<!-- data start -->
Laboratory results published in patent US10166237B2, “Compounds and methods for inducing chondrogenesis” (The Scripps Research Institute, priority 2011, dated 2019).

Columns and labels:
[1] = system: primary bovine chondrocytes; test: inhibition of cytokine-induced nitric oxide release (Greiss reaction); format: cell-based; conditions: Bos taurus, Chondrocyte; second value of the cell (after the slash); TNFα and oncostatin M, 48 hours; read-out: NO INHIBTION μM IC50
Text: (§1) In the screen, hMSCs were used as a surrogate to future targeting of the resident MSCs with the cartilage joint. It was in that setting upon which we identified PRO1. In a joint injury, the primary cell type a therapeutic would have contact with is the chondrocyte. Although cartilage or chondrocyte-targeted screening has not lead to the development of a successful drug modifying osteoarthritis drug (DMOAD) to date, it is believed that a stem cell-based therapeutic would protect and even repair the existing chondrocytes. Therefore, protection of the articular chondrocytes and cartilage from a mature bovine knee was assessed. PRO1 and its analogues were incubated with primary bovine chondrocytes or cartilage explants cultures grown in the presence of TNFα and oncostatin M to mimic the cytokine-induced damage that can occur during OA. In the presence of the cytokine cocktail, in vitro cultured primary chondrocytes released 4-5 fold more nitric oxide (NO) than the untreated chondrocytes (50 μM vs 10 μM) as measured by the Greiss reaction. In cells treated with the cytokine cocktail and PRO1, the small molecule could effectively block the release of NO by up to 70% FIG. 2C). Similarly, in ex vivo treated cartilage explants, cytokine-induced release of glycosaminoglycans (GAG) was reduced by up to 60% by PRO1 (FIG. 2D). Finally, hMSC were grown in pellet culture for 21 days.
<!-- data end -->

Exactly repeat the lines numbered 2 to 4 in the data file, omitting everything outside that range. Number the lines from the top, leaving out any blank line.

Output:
Columns and labels:
[1] = system: primary bovine chondrocytes; test: inhibition of cytokine-induced nitric oxide release (Greiss reaction); format: cell-based; conditions: Bos taurus, Chondrocyte; second value of the cell (after the slash); TNFα and oncostatin M, 48 hours; read-out: NO INHIBTION μM IC50
Text: (§1) In the screen, hMSCs were used as a surrogate to future targeting of the resident MSCs with the cartilage joint. It was in that setting upon which we identified PRO1. In a joint injury, the primary cell type a therapeutic would have contact with is the chondrocyte. Although cartilage or chondrocyte-targeted screening has not lead to the development of a successful drug modifying osteoarthritis drug (DMOAD) to date, it is believed that a stem cell-based therapeutic would protect and even repair the existing chondrocytes. Therefore, protection of the articular chondrocytes and cartilage from a mature bovine knee was assessed. PRO1 and its analogues were incubated with primary bovine chondrocytes or cartilage explants cultures grown in the presence of TNFα and oncostatin M to mimic the cytokine-induced damage that can occur during OA. In the presence of the cytokine cocktail, in vitro cultured primary chondrocytes released 4-5 fold more nitric oxide (NO) than the untreated chondrocytes (50 μM vs 10 μM) as measured by the Greiss reaction. In cells treated with the cytokine cocktail and PRO1, the small molecule could effectively block the release of NO by up to 70% FIG. 2C). Similarly, in ex vivo treated cartilage explants, cytokine-induced release of glycosaminoglycans (GAG) was reduced by up to 60% by PRO1 (FIG. 2D). Finally, hMSC were grown in pellet culture for 21 days.